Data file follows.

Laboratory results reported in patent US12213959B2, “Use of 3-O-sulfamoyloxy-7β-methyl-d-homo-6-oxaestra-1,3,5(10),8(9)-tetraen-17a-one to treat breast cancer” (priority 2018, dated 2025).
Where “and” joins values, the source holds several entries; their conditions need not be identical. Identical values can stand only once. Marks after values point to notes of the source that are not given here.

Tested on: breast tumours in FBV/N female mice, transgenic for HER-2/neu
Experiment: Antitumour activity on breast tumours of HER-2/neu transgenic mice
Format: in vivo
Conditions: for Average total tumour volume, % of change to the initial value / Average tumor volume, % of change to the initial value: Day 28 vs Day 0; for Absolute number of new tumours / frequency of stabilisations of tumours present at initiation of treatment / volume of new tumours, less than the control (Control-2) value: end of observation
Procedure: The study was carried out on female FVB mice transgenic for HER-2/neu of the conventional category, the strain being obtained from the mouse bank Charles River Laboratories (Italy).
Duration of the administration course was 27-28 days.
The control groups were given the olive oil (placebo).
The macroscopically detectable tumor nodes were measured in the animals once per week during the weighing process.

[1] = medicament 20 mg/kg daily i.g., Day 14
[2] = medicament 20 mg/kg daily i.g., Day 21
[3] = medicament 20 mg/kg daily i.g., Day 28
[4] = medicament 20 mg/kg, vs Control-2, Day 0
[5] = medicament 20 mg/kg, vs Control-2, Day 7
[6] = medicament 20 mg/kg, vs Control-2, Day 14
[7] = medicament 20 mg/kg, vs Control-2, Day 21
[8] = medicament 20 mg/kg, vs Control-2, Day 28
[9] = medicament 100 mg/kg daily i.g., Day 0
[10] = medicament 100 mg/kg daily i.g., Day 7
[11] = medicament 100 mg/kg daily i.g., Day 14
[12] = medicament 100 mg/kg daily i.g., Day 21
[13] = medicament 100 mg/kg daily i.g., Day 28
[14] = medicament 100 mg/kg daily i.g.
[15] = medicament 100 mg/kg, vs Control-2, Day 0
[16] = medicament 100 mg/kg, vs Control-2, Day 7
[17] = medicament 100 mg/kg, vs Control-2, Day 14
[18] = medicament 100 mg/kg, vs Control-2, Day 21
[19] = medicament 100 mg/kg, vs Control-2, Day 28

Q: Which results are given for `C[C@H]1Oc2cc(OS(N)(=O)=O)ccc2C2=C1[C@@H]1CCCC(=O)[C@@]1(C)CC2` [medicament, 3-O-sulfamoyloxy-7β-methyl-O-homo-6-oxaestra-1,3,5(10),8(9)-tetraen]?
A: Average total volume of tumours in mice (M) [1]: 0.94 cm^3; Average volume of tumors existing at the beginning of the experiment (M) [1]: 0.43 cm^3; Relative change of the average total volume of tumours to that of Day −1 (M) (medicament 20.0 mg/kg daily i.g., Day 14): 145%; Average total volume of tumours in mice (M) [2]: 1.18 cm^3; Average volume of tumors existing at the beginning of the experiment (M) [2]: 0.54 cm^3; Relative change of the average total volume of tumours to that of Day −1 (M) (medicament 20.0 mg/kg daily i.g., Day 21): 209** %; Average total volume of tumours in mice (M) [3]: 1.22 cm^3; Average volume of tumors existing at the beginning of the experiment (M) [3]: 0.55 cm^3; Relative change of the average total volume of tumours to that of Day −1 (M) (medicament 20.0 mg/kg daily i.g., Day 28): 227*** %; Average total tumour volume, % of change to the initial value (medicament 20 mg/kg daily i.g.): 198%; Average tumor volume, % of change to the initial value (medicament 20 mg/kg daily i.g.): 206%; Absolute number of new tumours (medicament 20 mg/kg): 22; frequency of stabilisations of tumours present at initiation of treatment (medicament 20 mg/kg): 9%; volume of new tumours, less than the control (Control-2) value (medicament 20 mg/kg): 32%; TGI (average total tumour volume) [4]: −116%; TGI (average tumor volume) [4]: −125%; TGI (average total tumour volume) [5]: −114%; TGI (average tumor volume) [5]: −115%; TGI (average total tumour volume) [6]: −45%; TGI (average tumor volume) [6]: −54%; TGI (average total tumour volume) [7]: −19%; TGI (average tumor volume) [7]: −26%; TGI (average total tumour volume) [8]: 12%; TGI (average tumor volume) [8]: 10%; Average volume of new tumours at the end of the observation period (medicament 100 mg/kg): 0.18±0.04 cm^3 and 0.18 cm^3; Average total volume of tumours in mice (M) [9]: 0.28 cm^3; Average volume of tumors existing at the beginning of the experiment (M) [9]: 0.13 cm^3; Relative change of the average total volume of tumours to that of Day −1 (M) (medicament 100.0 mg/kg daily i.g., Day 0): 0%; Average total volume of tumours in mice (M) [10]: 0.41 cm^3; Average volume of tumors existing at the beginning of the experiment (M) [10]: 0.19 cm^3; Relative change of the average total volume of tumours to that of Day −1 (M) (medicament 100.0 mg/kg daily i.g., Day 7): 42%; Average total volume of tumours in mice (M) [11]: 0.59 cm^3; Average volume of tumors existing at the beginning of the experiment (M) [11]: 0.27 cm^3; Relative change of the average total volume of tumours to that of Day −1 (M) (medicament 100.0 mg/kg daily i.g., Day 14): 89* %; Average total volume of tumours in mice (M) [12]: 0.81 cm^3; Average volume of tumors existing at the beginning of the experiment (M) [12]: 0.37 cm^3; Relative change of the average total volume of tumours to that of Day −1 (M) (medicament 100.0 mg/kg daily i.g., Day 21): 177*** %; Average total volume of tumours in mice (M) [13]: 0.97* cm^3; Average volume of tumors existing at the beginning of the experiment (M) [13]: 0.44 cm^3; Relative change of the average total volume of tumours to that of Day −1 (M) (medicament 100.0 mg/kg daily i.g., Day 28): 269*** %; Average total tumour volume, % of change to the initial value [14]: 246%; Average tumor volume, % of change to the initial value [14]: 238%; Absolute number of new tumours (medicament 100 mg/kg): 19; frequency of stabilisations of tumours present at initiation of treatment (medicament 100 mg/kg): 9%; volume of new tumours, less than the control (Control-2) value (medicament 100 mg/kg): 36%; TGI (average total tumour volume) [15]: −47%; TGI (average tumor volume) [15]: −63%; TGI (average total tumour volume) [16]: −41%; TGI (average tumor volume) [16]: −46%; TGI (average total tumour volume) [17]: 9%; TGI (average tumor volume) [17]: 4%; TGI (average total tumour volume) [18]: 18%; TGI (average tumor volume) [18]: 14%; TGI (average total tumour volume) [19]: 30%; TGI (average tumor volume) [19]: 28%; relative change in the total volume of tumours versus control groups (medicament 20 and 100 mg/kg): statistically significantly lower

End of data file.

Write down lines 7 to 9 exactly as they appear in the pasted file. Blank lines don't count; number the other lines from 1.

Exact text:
Procedure: The study was carried out on female FVB mice transgenic for HER-2/neu of the conventional category, the strain being obtained from the mouse bank Charles River Laboratories (Italy).
Duration of the administration course was 27-28 days.
The control groups were given the olive oil (placebo).